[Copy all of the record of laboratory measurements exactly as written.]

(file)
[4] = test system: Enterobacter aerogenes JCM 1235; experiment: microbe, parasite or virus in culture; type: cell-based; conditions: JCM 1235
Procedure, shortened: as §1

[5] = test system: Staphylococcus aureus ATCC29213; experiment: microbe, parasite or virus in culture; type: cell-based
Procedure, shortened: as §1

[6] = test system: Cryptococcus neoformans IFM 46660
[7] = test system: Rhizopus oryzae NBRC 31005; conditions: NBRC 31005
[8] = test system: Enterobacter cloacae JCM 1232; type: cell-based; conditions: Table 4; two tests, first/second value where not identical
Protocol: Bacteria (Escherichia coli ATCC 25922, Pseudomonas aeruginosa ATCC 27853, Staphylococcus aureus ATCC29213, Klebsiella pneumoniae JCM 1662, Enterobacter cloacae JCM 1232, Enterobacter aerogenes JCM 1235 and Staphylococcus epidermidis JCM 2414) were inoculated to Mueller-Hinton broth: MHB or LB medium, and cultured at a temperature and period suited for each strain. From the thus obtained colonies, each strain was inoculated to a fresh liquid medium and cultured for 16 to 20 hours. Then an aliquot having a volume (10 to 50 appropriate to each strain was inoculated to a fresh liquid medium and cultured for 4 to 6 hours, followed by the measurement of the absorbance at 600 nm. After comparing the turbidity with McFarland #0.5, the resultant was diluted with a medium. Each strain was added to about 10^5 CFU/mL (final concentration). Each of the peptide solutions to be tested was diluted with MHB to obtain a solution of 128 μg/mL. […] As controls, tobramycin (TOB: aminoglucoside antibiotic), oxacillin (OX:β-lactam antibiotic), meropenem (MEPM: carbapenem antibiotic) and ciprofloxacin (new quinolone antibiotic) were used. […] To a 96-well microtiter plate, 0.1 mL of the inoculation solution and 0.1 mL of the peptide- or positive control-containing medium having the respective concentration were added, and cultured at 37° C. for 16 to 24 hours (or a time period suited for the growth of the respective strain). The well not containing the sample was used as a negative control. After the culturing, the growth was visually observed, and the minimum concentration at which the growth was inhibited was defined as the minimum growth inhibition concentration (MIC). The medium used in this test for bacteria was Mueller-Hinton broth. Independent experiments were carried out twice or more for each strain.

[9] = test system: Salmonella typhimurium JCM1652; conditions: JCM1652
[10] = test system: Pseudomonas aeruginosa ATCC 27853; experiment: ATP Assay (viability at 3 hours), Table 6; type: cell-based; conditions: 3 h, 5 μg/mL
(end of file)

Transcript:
[4] = test system: Enterobacter aerogenes JCM 1235; experiment: microbe, parasite or virus in culture; type: cell-based; conditions: JCM 1235
Procedure, shortened: as §1

[5] = test system: Staphylococcus aureus ATCC29213; experiment: microbe, parasite or virus in culture; type: cell-based
Procedure, shortened: as §1

[6] = test system: Cryptococcus neoformans IFM 46660
[7] = test system: Rhizopus oryzae NBRC 31005; conditions: NBRC 31005
[8] = test system: Enterobacter cloacae JCM 1232; type: cell-based; conditions: Table 4; two tests, first/second value where not identical
Protocol: Bacteria (Escherichia coli ATCC 25922, Pseudomonas aeruginosa ATCC 27853, Staphylococcus aureus ATCC29213, Klebsiella pneumoniae JCM 1662, Enterobacter cloacae JCM 1232, Enterobacter aerogenes JCM 1235 and Staphylococcus epidermidis JCM 2414) were inoculated to Mueller-Hinton broth: MHB or LB medium, and cultured at a temperature and period suited for each strain. From the thus obtained colonies, each strain was inoculated to a fresh liquid medium and cultured for 16 to 20 hours. Then an aliquot having a volume (10 to 50 appropriate to each strain was inoculated to a fresh liquid medium and cultured for 4 to 6 hours, followed by the measurement of the absorbance at 600 nm. After comparing the turbidity with McFarland #0.5, the resultant was diluted with a medium. Each strain was added to about 10^5 CFU/mL (final concentration). Each of the peptide solutions to be tested was diluted with MHB to obtain a solution of 128 μg/mL. […] As controls, tobramycin (TOB: aminoglucoside antibiotic), oxacillin (OX:β-lactam antibiotic), meropenem (MEPM: carbapenem antibiotic) and ciprofloxacin (new quinolone antibiotic) were used. […] To a 96-well microtiter plate, 0.1 mL of the inoculation solution and 0.1 mL of the peptide- or positive control-containing medium having the respective concentration were added, and cultured at 37° C. for 16 to 24 hours (or a time period suited for the growth of the respective strain). The well not containing the sample was used as a negative control. After the culturing, the growth was visually observed, and the minimum concentration at which the growth was inhibited was defined as the minimum growth inhibition concentration (MIC). The medium used in this test for bacteria was Mueller-Hinton broth. Independent experiments were carried out twice or more for each strain.

[9] = test system: Salmonella typhimurium JCM1652; conditions: JCM1652
[10] = test system: Pseudomonas aeruginosa ATCC 27853; experiment: ATP Assay (viability at 3 hours), Table 6; type: cell-based; conditions: 3 h, 5 μg/mL